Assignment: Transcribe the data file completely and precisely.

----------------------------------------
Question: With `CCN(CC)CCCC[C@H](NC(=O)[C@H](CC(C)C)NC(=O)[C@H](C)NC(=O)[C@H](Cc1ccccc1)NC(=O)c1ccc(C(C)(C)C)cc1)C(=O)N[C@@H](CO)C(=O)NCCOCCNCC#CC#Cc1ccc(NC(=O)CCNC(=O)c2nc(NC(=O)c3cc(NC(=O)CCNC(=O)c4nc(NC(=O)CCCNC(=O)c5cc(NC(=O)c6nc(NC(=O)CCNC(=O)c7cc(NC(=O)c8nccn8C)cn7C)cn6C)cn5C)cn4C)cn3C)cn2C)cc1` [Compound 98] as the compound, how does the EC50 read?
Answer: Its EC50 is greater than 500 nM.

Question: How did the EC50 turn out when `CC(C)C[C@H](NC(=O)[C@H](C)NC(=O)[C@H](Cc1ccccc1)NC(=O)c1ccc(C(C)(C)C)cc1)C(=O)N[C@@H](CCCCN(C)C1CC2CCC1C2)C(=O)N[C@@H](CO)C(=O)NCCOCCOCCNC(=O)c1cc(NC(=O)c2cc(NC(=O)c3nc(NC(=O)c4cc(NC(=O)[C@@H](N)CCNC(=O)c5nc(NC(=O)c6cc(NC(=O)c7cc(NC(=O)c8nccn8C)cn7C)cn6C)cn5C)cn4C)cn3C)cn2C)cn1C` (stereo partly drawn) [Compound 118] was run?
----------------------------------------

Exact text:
Question: With `CCN(CC)CCCC[C@H](NC(=O)[C@H](CC(C)C)NC(=O)[C@H](C)NC(=O)[C@H](Cc1ccccc1)NC(=O)c1ccc(C(C)(C)C)cc1)C(=O)N[C@@H](CO)C(=O)NCCOCCNCC#CC#Cc1ccc(NC(=O)CCNC(=O)c2nc(NC(=O)c3cc(NC(=O)CCNC(=O)c4nc(NC(=O)CCCNC(=O)c5cc(NC(=O)c6nc(NC(=O)CCNC(=O)c7cc(NC(=O)c8nccn8C)cn7C)cn6C)cn5C)cn4C)cn3C)cn2C)cc1` [Compound 98] as the compound, how does the EC50 read?
Answer: Its EC50 is greater than 500 nM.

Question: How did the EC50 turn out when `CC(C)C[C@H](NC(=O)[C@H](C)NC(=O)[C@H](Cc1ccccc1)NC(=O)c1ccc(C(C)(C)C)cc1)C(=O)N[C@@H](CCCCN(C)C1CC2CCC1C2)C(=O)N[C@@H](CO)C(=O)NCCOCCOCCNC(=O)c1cc(NC(=O)c2cc(NC(=O)c3nc(NC(=O)c4cc(NC(=O)[C@@H](N)CCNC(=O)c5nc(NC(=O)c6cc(NC(=O)c7cc(NC(=O)c8nccn8C)cn7C)cn6C)cn5C)cn4C)cn3C)cn2C)cn1C` (stereo partly drawn) [Compound 118] was run?